Music, lights, laughter. Doesn't sound like a place where con artists are waiting to pounce. But con men have found a new place to recruit victims.
US Postal Inspector Keith Moore said, "They would approach a young woman at a nightclub, flash a lot of cash, buy them a drink or two and they would say 'hey, we're launching an entrepreneurial business.'"
While still in the club, the con men offer to help these women set up their own company. Briana Scroggiens was one of those victims. She said, "To start my business he told me to go downtown to get a certificate for the business and then take it to him."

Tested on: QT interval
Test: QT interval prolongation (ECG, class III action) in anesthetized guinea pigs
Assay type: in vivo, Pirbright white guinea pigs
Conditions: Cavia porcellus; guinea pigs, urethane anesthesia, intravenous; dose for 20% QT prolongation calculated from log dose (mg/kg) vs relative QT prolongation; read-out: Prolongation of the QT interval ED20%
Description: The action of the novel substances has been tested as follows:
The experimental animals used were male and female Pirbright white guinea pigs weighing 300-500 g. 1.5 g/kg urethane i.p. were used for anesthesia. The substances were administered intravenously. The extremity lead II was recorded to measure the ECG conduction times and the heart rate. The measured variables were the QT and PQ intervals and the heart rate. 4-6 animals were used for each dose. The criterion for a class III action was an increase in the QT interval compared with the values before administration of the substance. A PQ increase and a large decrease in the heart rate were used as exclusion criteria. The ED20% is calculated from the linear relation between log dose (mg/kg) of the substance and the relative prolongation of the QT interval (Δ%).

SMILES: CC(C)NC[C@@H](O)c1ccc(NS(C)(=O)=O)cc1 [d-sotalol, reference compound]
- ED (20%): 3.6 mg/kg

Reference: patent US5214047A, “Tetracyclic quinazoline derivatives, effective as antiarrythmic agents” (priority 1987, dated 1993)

She filled out the forms to start a business - then opened a bank account with checks supplied by the con men. She said, "I deposited two checks for I think about $5,000 and I withdrew the money and gave it to the guy."
Moore said they would basically have them deposit fraudulent checks - the checks would then be deemed fraudulent and the women would be on the hook for the money. Briana ended up owing the bank $10,000.
Moore said, "The victims were basically at a loss. Their credit was hurt; they were in debt to the financial institution for the money they lost."
Scroggiens said, "What I learned from this is to be more careful about my choices."
Postal inspectors emphasize that you should never do business with someone you don't know. Briana was one of 25 victims in this case with more than $300,000 in losses.
US Postal Inspector/Consumer Alert